Bachelor Thesis, 2003, 35 Pages
University of Bayreuth (Language and Literature Sciences), Grade: 2,7 (B-)
II.Telephone Conversation From A Conversation Analysis Perspective
1. Conversational Basics
1.1. Conversation Analysis versus Discourse Analysis
1.2.1 Definition of Conversation
1.2.3 Adjacency Pairs
1.2.4 Preference Organization
1.2.5 Problems in Conversations
2. Telephone Conversation
2.2.2 Identification and Recognition
2.2.4 Opening Structure
2.3 Topic talk
2.4.1 Terminal Exchange and Pre-closing
2.4.2 Closing Components and Re-opening
2.4.3 Special Closings
3. Mobile telephone conversation
Although we converse almost every day, we never have exactly the same conversation twice. Nevertheless, certain parts of conversations occur in forms which are very alike. They seem to be constructed according to sets of rules. These rules were examined in the 1970’s for the first time.
The mechanisms which govern our conversations are especially observable in telephone conversations. But since the 1970’s, new technologies have come up and society changed.
The aim of this paper is to examine the mechanisms of telephone conversation and how the systems working in telephone conversations have changed since the establishment of the mobile telephone.
For this, the focus on Conversation Analysis as research methodology is explained, before coming to the basic features of every conversation. Following this, telephone conversations are examined according to their structure of opening, topic-talk and closing. Finally, the changes of this structure for mobile telephone conversations are pointed out.
The basis for the observations on mobile telephone conversation is a survey carried out among 20 Canadian citizens and material provided by the participants of the survey.
Two different main methodologies exist for analysing and examining conversation – conversation in general, or telephone conversation in special – from a linguistic perspective: Conversation Analysis and Discourse Analysis. To understand my decision to focus on the discipline of Conversation Analysis, I will shortly point out the main differences and parallels of these methodologies.
Of course, both disciplines examine conversation. But the methods used for this, the thereby resulting findings and the main understanding of conversation differ immensely.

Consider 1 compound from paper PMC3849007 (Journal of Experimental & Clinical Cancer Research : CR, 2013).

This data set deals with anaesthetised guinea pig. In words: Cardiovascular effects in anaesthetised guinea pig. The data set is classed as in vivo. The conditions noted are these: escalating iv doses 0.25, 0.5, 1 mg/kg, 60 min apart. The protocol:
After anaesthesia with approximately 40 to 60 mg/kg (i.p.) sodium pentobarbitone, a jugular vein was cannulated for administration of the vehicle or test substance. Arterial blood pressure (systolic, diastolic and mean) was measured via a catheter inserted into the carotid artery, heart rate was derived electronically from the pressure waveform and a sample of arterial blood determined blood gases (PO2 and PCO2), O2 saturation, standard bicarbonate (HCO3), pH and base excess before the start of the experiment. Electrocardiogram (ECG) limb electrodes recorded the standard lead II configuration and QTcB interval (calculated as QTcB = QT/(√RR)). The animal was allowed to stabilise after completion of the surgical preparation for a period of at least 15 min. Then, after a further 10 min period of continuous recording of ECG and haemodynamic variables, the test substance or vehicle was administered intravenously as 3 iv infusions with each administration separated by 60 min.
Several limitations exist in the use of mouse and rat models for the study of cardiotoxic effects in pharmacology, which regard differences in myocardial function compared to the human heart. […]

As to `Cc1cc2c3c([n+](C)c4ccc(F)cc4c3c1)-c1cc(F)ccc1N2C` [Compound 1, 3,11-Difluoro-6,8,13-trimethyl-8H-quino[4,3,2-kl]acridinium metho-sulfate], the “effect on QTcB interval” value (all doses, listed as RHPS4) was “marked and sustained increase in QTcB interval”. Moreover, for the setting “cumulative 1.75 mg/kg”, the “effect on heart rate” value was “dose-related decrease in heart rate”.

A common aim of Conversation Analysis and Discourse Analysis is to be able to give “an account of how coherence and sequential organization is produced and understood” (Levinson 1983: 286).
Discourse Analysis uses primitive and basic concepts of linguistics for this. It attempts to extend the rules applying to sentences over the boundaries of sentences. The main method of the discipline is the isolation of sets of units of discourse, followed by a formulation of rules according to these units and finally the division of units into well-formed and ill-formed sequences. The conversations are then analysed according to the rules which have been formulated before. This makes the methods of Discourse Analysis an “immediate categorization of restricted data” (Levinson 1983: 287), which means that not the motivation for the form of the data is searched for, but that some parts of data are isolated from their context which could explain their occurrence and give insight into the real intentions and meanings of utterances. This missing insight is also attributable to the field of Discourse Analysis that is used for the analysis of conversation: the speech act theory. (Levinson 1983: 286)
Speech act theory is in the field of the analysis of conversation mainly concerned with the view that “the level of coherence and order in conversation is to be found [..] at the level of speech acts” (Levinson 1983: 288). For this, a syntax which shall explain what kinds of utterances fit together and which utterances require each other, is added to normal speech act theory. One of the main difficulties of this view is that – as we will see – utterances are able to fulfil more than one speech act at a time. (Levinson 1983: 290)